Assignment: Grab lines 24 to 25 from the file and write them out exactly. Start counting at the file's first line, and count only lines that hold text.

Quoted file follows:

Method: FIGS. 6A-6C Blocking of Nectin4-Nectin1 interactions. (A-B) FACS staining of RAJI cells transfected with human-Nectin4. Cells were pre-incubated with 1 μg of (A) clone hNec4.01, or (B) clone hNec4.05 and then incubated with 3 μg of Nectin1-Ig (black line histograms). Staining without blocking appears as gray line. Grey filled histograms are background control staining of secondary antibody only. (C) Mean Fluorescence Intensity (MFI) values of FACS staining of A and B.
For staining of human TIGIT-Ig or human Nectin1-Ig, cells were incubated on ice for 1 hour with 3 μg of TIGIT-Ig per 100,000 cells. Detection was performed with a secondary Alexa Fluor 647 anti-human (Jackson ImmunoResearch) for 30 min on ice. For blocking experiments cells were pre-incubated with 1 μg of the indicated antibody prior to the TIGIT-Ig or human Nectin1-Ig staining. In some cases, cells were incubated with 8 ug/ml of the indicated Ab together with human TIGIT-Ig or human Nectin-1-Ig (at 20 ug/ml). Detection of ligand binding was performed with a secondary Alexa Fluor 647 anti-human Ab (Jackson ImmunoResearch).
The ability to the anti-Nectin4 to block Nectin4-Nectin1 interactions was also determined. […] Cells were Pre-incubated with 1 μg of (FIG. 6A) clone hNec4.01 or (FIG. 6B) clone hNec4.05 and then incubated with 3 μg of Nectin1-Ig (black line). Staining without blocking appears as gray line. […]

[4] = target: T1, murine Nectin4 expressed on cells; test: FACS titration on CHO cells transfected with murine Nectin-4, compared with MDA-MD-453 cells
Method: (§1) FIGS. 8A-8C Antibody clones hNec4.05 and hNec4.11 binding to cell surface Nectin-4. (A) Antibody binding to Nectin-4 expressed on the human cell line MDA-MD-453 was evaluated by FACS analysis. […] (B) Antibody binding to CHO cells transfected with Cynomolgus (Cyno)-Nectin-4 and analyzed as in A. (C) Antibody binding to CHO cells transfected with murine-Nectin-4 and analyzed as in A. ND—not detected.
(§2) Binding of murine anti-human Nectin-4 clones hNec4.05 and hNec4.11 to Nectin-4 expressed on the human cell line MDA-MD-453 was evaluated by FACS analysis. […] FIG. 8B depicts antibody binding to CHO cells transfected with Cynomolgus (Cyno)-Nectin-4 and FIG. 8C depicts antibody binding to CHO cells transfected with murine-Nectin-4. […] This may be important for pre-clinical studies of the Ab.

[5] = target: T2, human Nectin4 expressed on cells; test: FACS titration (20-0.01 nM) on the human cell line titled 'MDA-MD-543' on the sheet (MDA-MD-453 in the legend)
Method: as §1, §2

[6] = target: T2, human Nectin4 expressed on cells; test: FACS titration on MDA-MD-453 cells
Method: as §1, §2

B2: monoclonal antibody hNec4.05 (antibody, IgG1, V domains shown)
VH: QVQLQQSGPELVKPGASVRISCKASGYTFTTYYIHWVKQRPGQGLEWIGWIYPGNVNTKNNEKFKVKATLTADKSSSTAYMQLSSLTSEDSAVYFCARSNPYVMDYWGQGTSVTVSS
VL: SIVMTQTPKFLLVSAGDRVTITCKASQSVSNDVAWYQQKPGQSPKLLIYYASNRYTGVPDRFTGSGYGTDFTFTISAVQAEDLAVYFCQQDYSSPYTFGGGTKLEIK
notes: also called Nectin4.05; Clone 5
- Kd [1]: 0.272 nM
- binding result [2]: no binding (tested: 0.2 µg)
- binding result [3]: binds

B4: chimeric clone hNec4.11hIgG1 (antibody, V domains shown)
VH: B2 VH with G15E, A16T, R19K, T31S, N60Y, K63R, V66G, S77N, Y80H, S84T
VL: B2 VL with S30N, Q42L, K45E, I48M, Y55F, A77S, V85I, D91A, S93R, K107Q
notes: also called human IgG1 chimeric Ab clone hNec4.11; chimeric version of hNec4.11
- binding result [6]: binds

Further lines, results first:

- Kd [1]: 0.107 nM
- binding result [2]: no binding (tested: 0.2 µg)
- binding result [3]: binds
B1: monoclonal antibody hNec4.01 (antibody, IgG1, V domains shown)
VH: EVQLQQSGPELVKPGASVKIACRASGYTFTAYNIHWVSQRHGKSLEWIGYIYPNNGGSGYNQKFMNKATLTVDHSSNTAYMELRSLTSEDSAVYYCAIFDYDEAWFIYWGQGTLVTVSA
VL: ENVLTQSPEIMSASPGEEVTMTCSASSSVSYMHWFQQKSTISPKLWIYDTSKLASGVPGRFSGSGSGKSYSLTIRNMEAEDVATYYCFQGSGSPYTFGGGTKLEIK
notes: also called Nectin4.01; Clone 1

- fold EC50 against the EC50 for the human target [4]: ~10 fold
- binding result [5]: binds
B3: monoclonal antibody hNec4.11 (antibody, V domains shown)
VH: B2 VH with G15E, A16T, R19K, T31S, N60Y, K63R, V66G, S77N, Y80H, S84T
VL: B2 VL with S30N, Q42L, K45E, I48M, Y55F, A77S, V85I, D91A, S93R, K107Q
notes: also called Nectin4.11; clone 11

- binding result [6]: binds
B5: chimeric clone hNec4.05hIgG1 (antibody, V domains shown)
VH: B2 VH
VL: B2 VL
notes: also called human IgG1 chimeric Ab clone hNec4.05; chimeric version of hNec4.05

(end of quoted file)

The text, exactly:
- Kd [1]: 0.107 nM
- binding result [2]: no binding (tested: 0.2 µg)